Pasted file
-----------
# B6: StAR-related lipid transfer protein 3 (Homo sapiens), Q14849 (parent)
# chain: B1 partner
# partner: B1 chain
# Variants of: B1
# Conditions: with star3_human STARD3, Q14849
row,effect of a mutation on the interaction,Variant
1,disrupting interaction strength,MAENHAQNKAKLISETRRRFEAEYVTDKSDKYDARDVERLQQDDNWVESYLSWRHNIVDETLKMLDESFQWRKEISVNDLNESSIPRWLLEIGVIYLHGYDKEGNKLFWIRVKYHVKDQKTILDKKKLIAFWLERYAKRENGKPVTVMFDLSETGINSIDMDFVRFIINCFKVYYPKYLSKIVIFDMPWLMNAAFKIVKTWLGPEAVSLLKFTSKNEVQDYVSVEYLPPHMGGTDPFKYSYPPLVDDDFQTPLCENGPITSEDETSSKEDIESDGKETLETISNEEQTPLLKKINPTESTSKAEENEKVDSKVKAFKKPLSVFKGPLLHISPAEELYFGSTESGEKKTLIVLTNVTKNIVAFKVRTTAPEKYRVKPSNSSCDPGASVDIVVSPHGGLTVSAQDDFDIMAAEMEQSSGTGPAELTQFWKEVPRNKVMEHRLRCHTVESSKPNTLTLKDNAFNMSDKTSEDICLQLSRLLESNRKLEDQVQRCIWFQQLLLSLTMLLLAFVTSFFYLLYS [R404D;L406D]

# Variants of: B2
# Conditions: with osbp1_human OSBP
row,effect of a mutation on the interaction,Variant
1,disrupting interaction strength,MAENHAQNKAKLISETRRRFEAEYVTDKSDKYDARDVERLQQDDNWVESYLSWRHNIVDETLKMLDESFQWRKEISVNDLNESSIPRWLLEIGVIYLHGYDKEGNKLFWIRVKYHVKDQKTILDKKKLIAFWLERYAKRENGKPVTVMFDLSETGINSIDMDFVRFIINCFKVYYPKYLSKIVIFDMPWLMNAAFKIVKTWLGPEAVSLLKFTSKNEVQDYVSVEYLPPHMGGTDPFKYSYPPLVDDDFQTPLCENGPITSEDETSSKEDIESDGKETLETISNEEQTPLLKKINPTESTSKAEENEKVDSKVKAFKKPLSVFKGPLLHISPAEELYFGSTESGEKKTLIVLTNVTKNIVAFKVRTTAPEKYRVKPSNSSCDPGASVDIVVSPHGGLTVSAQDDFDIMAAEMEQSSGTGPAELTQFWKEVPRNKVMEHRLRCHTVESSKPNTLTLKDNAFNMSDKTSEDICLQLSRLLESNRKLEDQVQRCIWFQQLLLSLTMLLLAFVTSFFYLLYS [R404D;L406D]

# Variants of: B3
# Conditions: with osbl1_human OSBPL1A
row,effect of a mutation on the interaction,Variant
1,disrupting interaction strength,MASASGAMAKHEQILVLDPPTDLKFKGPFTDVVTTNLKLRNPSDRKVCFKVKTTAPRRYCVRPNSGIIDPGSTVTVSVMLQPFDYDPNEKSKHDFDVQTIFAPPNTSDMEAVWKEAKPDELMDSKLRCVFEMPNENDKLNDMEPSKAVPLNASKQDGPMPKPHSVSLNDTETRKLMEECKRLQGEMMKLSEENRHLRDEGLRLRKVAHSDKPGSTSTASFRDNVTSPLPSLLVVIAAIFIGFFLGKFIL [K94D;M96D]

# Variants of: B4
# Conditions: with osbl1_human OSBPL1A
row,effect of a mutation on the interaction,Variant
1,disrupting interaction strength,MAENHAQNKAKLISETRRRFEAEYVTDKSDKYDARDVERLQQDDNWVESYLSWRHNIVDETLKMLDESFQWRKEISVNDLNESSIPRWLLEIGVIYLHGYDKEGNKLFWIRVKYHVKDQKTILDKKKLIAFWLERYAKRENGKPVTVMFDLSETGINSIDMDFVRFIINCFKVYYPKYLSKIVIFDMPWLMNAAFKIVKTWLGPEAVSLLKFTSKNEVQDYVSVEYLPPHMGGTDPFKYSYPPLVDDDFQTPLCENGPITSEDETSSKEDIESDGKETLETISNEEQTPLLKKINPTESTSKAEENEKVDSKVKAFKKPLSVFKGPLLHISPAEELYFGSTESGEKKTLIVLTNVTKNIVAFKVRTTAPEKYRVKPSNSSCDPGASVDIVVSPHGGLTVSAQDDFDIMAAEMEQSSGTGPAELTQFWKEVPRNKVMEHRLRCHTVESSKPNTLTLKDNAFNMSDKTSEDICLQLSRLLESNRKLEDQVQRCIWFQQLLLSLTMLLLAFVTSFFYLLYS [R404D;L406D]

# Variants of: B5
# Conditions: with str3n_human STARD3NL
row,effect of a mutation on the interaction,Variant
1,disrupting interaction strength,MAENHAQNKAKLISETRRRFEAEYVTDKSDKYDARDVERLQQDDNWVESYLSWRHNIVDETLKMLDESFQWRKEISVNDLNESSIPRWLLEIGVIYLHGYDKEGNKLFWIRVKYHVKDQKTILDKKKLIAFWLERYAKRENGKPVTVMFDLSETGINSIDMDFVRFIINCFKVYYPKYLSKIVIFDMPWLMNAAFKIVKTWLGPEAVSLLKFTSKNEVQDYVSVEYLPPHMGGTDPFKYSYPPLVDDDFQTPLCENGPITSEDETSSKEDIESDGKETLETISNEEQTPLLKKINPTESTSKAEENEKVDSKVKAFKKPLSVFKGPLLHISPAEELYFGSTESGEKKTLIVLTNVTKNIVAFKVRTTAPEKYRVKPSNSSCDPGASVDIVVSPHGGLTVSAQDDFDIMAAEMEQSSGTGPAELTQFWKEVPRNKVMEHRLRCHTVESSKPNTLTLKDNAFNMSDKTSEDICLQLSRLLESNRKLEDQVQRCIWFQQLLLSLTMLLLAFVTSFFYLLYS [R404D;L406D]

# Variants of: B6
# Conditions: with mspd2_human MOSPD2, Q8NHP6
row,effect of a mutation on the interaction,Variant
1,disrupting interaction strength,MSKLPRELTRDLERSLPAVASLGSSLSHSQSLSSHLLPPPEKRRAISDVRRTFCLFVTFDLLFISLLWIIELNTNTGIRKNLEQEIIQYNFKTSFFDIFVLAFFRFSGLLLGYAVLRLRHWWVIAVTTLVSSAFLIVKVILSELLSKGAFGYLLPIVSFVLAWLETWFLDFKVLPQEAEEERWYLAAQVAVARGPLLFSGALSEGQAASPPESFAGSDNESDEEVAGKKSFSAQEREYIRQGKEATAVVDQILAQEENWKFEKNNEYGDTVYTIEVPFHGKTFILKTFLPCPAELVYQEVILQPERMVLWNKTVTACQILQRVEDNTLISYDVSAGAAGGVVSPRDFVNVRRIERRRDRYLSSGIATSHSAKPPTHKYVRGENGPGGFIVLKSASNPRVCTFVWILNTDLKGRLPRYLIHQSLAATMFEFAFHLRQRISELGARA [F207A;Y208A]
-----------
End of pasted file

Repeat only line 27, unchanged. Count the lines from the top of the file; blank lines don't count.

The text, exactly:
1,disrupting interaction strength,MSKLPRELTRDLERSLPAVASLGSSLSHSQSLSSHLLPPPEKRRAISDVRRTFCLFVTFDLLFISLLWIIELNTNTGIRKNLEQEIIQYNFKTSFFDIFVLAFFRFSGLLLGYAVLRLRHWWVIAVTTLVSSAFLIVKVILSELLSKGAFGYLLPIVSFVLAWLETWFLDFKVLPQEAEEERWYLAAQVAVARGPLLFSGALSEGQAASPPESFAGSDNESDEEVAGKKSFSAQEREYIRQGKEATAVVDQILAQEENWKFEKNNEYGDTVYTIEVPFHGKTFILKTFLPCPAELVYQEVILQPERMVLWNKTVTACQILQRVEDNTLISYDVSAGAAGGVVSPRDFVNVRRIERRRDRYLSSGIATSHSAKPPTHKYVRGENGPGGFIVLKSASNPRVCTFVWILNTDLKGRLPRYLIHQSLAATMFEFAFHLRQRISELGARA [F207A;Y208A]